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Diné voters choose change, or those who hold same beliefs

WINDOW ROCK

Navajo Times | Jalen Woody
Voters wait in line Tuesday morning at the Fort Defiance Chapter to cast their votes in the Primary Election.

On Tuesday, 47,495 – or 38.9% – of eligible voters cast ballots at local chapter houses.

There were many people coming in and out of the St. Michaels, Fort Defiance and Lupton chapters throughout the day.

While they all had different reasons for voting for the candidate of their choice, some disclosed their reasons and all agreed on two things: change and candidates who held the same beliefs as them.

Fernando Notah, 69, who was voting at St. Michaels, voted for Jonathan Nez due to the president having knowledge and experience with agricultural and natural resources programs.

Notah works with these programs and said Nez is more receptive to them.

“I’ve talked to other candidates and they have not stated their definite plans about dealing with a lot of issues (with the programs previously mentioned),” Notah said. “They just like to beat around the bush and talk, so I know President Nez can address the issues more.”

Rachael Eldridge, 25, who voted at Tsaile/Wheatfields, voted for Ethel Branch.

Much like Notah, she chose Branch because the candidate held the same beliefs as her.

She said she believes Branch has the ability to bring the Navajo Nation “up with the times.”

She also appreciated Branch speaking out about the climate crisis due to Eldridge’s personal experience with it.

Eldridge was diagnosed with histoplasmosis, which is a lung fungus disease which she was exposed to while helping her family irrigate the soil at her family’s home in Wheatfields.

She said the disease only occurred due to global warming.

“It is the only the second case on the Navajo Nation but it is normally found in the Midwest,” she said. “So for me, personally, somebody who is aware of our climate crisis is key.”

However, Eldridge also said she voted for Branch due to the candidate’s economic policy and because she likes a woman being in charge.

Leandra Yazzie, 36, who was voting at Fort Defiance Chapter, chose Buu Nygren.

She chose him because of his educational background.

According to Nygren’s campaign website, he has degrees in construction management, business administration, and organizational change and leadership.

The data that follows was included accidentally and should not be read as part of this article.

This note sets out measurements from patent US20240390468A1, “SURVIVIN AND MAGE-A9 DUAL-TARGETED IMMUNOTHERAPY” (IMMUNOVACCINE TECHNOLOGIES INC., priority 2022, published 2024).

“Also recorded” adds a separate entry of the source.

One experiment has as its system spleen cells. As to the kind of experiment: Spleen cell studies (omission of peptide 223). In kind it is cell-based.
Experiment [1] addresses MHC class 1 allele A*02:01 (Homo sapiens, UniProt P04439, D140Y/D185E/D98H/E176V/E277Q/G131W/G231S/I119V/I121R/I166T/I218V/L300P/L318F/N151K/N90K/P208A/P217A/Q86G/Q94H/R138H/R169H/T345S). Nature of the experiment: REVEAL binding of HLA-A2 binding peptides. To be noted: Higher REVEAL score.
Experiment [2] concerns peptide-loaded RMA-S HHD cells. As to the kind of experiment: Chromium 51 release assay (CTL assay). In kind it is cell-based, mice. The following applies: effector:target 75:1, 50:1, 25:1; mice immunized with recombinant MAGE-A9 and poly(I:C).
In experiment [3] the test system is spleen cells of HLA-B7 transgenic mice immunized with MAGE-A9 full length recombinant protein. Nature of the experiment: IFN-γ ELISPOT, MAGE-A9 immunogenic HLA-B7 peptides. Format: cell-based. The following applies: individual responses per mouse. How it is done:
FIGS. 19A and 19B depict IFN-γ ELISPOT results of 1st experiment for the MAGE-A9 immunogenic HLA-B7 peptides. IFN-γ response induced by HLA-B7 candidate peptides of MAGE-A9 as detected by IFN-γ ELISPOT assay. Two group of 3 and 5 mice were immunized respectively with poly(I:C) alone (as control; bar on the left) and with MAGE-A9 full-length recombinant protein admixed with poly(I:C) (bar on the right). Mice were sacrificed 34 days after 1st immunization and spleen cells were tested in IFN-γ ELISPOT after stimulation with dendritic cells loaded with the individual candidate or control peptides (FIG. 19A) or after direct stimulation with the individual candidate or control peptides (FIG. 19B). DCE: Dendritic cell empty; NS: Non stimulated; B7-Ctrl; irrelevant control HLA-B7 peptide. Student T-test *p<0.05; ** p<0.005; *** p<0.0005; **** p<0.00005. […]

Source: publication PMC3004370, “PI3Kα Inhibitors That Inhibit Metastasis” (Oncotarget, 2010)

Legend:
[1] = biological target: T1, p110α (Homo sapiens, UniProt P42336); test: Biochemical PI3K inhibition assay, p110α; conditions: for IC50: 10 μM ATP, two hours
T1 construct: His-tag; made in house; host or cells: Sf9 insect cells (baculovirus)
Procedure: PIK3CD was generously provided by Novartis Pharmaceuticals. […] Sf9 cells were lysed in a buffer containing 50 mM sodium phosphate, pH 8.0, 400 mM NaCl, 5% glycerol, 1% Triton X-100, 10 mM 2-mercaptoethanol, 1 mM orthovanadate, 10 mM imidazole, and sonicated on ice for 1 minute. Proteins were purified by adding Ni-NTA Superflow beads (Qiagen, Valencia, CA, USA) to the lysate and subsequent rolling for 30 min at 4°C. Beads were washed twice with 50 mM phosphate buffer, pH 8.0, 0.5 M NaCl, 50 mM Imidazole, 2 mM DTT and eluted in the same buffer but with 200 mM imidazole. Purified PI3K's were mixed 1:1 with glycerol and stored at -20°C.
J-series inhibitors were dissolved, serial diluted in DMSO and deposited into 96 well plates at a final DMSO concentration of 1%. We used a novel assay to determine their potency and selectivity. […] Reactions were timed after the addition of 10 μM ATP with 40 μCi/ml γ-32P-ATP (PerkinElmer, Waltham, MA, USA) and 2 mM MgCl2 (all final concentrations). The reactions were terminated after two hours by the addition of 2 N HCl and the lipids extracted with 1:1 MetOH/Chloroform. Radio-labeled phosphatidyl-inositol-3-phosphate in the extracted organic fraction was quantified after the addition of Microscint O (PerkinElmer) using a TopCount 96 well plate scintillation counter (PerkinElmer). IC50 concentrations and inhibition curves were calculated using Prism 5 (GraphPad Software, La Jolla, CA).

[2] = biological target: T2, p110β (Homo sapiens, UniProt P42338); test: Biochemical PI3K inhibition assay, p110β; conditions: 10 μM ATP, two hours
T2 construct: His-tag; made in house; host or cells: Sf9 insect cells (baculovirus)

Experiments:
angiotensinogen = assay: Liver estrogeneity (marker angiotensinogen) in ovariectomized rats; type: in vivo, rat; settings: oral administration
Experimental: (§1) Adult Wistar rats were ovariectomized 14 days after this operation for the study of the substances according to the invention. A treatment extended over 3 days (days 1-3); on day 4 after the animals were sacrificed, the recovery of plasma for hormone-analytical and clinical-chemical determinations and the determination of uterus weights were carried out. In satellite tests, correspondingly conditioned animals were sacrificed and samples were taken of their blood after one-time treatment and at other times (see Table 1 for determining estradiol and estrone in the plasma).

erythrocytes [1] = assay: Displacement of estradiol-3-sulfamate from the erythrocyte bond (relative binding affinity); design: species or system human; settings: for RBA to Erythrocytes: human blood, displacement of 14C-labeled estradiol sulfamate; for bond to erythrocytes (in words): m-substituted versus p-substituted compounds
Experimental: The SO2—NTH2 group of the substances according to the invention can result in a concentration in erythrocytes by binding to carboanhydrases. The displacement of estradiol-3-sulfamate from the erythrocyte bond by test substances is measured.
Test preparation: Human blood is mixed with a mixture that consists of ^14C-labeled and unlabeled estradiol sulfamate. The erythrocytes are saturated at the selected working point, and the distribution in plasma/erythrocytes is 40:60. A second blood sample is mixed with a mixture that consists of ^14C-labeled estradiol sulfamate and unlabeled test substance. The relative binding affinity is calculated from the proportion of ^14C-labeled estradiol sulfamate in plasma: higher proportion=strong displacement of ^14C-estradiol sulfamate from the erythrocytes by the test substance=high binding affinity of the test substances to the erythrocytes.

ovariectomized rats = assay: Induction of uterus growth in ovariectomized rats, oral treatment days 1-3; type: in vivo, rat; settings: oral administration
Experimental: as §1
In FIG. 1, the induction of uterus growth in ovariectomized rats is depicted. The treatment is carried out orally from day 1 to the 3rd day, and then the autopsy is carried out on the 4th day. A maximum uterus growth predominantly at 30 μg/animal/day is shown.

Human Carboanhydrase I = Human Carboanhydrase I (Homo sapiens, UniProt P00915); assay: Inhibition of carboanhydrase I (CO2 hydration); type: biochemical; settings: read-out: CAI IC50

“I think he’ll bring a lot of good to the community, bringing that kind of background this way,” Yazzie said. “Especially with technology coming into the field now and also into the offices and with the youngsters.”

Julian Laughlin, another voter from Fort Defiance, also voted for Nygren.

He said he wanted someone new and he has seen Nygren campaigning a lot.

“Nez, he’s been here,” Laughlin said. “He was vice president and now he’s president. So something new, someone newer so that’s the reason why (Laughlin voted for Nygren).”

One voter from Lupton, who did not share his name, held the same beliefs as Laughlin and said he wanted new ideas and new people in the Navajo Nation government. He did not state who he voted for specifically.

“We need new people, younger ones, the younger generation in the community,” he said.


About The Author

Hannah John

Hannah John is from Coyote Canyon, N.M., and currently based out of Gallup as a reporter for the Navajo Times. She is Bit’ah’nii (Within His Cover), born for Honágháahnii (One Who Walks Around), maternal grandfather is Tábaahí (Water Edge) and paternal grandfather is Tódich’ii’nii (Bitter Water). She recently graduated from the University of New Mexico with a bachelor’s in communications and a minor in Native American studies. She recently worked with the Daily Lobo and the Rio Grande Sun.

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